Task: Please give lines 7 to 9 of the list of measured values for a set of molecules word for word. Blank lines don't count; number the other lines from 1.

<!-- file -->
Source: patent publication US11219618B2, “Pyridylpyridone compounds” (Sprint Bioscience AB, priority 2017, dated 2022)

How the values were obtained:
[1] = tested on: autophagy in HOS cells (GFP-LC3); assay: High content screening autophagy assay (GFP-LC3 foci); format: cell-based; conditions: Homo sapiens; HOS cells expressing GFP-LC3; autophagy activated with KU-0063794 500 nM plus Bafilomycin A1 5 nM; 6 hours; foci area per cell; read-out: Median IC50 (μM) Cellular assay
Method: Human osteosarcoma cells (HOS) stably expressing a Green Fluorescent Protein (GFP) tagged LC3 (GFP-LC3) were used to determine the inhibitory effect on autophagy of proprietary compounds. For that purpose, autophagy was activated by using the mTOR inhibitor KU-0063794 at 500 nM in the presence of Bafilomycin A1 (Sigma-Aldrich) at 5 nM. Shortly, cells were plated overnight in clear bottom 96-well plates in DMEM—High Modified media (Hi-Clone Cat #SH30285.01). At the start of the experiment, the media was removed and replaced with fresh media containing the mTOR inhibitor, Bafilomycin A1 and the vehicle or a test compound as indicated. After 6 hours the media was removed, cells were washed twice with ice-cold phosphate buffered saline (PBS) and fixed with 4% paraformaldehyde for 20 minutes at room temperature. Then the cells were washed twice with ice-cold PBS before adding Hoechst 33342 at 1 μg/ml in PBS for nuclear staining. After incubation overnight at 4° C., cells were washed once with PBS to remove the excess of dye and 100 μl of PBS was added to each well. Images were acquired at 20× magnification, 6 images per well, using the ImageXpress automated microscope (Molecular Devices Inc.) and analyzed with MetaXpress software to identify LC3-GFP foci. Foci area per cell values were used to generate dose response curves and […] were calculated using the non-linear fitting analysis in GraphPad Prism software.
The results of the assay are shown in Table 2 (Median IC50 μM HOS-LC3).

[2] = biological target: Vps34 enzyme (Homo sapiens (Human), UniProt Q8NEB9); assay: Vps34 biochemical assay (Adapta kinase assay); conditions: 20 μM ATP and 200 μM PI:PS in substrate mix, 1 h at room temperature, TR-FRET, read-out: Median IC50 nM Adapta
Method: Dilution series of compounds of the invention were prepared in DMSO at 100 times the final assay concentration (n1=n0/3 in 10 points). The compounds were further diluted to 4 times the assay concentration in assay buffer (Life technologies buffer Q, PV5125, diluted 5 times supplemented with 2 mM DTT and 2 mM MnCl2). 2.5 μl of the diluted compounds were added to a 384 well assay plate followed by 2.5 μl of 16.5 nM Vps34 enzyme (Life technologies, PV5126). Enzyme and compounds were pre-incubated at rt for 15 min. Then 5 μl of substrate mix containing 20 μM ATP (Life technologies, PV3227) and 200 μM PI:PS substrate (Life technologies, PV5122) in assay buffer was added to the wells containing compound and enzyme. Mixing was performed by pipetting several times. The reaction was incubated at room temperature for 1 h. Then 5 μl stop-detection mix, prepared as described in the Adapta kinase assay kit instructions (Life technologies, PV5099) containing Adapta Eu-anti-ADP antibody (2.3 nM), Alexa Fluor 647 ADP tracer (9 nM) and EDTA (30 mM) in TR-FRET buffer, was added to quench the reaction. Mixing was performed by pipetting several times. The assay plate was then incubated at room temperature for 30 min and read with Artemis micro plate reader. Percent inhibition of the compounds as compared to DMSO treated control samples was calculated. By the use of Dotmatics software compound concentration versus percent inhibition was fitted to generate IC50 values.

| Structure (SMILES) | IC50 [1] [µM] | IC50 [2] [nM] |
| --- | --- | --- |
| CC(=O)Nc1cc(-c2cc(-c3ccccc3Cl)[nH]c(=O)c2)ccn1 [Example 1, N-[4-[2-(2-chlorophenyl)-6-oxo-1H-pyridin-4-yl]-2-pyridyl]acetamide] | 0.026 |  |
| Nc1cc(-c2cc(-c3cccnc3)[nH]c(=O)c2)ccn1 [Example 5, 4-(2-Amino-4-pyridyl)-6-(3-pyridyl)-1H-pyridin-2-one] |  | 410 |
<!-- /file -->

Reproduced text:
Method: Dilution series of compounds of the invention were prepared in DMSO at 100 times the final assay concentration (n1=n0/3 in 10 points). The compounds were further diluted to 4 times the assay concentration in assay buffer (Life technologies buffer Q, PV5125, diluted 5 times supplemented with 2 mM DTT and 2 mM MnCl2). 2.5 μl of the diluted compounds were added to a 384 well assay plate followed by 2.5 μl of 16.5 nM Vps34 enzyme (Life technologies, PV5126). Enzyme and compounds were pre-incubated at rt for 15 min. Then 5 μl of substrate mix containing 20 μM ATP (Life technologies, PV3227) and 200 μM PI:PS substrate (Life technologies, PV5122) in assay buffer was added to the wells containing compound and enzyme. Mixing was performed by pipetting several times. The reaction was incubated at room temperature for 1 h. Then 5 μl stop-detection mix, prepared as described in the Adapta kinase assay kit instructions (Life technologies, PV5099) containing Adapta Eu-anti-ADP antibody (2.3 nM), Alexa Fluor 647 ADP tracer (9 nM) and EDTA (30 mM) in TR-FRET buffer, was added to quench the reaction. Mixing was performed by pipetting several times. The assay plate was then incubated at room temperature for 30 min and read with Artemis micro plate reader. Percent inhibition of the compounds as compared to DMSO treated control samples was calculated. By the use of Dotmatics software compound concentration versus percent inhibition was fitted to generate IC50 values.

| Structure (SMILES) | IC50 [1] [µM] | IC50 [2] [nM] |
| --- | --- | --- |